Boral Roofing has turned to titanium dioxide-dosed cement for Smog-Eating Tile, the latest addition to concrete offerings under the MonierLifetile brand. The specialty cement’s photocatalytic properties speed up oxidation of pollutants and contaminants deposited on concrete surfaces. Smog-Eating Tiles are molded with a base and face mixes, the latter bearing the performance powder.
Announced at the late-2010 Greenbuild Conference & Expo in Chicago, Smog-Eating Tile joins paving stones and architectural precast as commercial applications for a photocatalytic cement promoted in Eastern and Western U.S. markets, respectively, by Essroc Cement (TX Active) and Lehigh Hanson (TioCem).
A key compound imparting whiteness in paint, titanium oxide breaks down nitrogen oxide (NOx) molecules and significantly reduces their environmental impact and potential for fostering respiratory diseases. Over one year, 2,000 square feet of the new MonierLifetile product can neutralize approximately the same amount of NOx a car produces in 10,000 miles of travel. The photocatalytic properties in the Smog-Eating Tile also treat organic substances such as algae and organic dirt—remains of which rinse off with rain.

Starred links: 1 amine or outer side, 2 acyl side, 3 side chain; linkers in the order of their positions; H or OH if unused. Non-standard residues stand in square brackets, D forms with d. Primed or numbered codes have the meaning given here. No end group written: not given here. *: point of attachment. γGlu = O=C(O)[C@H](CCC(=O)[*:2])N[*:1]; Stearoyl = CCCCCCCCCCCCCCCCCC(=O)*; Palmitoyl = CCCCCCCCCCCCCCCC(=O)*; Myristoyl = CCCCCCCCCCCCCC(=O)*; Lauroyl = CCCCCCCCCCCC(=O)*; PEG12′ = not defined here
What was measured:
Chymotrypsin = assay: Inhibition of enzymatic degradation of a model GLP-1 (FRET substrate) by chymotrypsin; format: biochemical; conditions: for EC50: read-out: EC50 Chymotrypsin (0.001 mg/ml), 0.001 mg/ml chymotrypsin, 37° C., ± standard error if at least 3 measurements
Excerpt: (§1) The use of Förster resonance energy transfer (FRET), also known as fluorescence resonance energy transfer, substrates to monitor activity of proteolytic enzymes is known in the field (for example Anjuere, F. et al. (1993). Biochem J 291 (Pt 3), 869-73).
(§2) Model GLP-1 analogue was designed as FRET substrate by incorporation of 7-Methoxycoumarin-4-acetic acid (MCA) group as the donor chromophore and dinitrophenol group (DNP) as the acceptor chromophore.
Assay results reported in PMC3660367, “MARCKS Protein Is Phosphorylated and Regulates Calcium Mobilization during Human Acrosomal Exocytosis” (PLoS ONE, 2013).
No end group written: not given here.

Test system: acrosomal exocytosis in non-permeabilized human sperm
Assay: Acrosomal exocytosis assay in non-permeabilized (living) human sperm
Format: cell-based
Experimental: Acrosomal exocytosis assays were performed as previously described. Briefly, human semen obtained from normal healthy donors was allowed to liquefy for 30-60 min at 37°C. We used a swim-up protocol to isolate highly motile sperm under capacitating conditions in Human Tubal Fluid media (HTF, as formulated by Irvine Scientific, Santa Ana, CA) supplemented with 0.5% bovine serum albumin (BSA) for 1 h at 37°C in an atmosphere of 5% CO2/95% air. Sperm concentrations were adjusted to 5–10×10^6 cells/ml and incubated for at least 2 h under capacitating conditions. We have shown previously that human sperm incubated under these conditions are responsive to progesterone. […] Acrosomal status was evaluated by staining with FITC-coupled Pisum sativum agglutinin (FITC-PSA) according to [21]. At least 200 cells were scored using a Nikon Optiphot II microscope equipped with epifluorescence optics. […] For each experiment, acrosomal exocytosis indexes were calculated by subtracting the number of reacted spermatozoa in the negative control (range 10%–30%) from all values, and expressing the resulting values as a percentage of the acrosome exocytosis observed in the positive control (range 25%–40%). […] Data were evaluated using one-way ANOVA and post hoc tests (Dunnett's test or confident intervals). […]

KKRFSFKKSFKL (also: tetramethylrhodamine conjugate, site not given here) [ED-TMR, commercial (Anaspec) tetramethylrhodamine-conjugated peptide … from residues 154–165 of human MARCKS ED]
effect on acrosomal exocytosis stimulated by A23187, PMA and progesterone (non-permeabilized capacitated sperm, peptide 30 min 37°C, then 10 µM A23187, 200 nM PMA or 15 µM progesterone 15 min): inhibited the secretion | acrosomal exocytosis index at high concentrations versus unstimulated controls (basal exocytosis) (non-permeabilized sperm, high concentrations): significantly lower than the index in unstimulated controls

Smog-Eating Tile shelters five single-family prototypes Los Angeles builder KB Home added to its Alamosa community development in West Lancaster, Calif. The company began work on the first home in March 2010, unveiling a prototype mid-summer. Boral Roofing and KB Home teamed up on the prototypes with the City of Lancaster and BYD, a specialist in alternative energy sources.
"We incorporated a revolutionary, eco-friendly concrete tile system on the home, which literally cleans smog from the air," explains Boral Roofing Marketing Communications Manager Robert Pacelli. "This cutting-edge tile will appeal to both builders and homebuyers looking to reduce their environmental footprint."